EPJ Web of Conferences
Volume 84, 2015DR2013: Ninth International Conference on Dissociative Recombination: Theory, Experiment, and Applications
|Number of page(s)||9|
|Section||Quantum Chemistry of Superexcited Molecular States|
|Published online||29 January 2015|
Using block diagonalization to determine dissociating autoionizing states: Application to N2H, and the outlook for SH
1 Department of Physics and Nuclear Engineering, United States Military Academy, West Point, NY 10996, USA
2 Laboratoire Univers et Particules de Montpellier, UMR 5299, Université Montpellier II, Place Eugène Bataillon, 34095 Montpellier, France
3 Department of Physics, Lehigh University, 16 Memorial Dr. E, Bethlehem, PA 18015, USA
Published online: 29 January 2015
We describe our implementation of the block diagonalization method for calculating the potential surfaces necessary to treat dissociative recombination (DR) of electrons with N2H+. Using the methodology we have developed over the past few years, we performed multi-reference, configuration interaction calculations for N2H+ and N2H with a large active space using the GAMESS electronic structure code. We treated both linear and bent geometries of the molecules, with N2 fixed at its equilibrium separation. Because of the strong Rydberg-valence coupling in N2H, it is essential to isolate the appropriate dissociating, autoionizing states. Our procedure requires only modest additional effort beyond the standard methodology. The results indicate that the crossing between the dissociating neutral curve and the initial ion potential is not favorably located for DR, even if the molecule bends. The present calculations thereby confirm our earlier results for linear N2H and reinforce the conclusion that the direct mechanism for DR is likely to be inefficient. We also describe interesting features of our preliminary calculations on SH.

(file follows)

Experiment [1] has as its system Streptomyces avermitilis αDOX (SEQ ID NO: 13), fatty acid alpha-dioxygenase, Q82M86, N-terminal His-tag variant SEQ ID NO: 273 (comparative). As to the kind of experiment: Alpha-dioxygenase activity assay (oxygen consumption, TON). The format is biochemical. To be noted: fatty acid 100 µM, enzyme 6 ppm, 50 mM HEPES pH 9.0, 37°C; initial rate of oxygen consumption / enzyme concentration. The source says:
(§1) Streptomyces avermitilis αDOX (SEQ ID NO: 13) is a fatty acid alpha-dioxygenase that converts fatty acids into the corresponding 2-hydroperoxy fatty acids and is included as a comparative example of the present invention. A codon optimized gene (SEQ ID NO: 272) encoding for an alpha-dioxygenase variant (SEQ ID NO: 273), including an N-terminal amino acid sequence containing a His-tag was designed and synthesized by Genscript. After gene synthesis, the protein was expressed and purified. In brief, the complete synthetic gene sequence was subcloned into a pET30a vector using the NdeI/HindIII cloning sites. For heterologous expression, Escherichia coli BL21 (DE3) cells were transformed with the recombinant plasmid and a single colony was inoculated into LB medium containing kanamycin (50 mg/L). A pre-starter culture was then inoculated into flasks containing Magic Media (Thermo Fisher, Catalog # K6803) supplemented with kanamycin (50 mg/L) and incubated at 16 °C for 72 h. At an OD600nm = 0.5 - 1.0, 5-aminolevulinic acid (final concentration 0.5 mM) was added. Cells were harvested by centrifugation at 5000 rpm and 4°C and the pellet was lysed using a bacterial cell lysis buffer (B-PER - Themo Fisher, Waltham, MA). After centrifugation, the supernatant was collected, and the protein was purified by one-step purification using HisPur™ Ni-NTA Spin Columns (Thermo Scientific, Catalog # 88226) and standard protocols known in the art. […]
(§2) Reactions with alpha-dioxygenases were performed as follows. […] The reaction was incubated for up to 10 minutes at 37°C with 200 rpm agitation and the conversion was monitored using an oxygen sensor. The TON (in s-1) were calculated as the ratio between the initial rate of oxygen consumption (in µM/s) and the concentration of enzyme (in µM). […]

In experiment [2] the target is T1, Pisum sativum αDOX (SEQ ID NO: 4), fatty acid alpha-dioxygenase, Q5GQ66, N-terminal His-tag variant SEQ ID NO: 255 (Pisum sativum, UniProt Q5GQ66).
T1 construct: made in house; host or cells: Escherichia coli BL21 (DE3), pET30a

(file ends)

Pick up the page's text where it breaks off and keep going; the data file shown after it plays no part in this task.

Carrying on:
© Owned by the authors, published by EDP Sciences, 2015
This is an Open Access article distributed under the terms of the Creative Commons Attribution License 4.0, which permits unrestricted use, distribution, and reproduction in any medium, provided the original work is properly cited.
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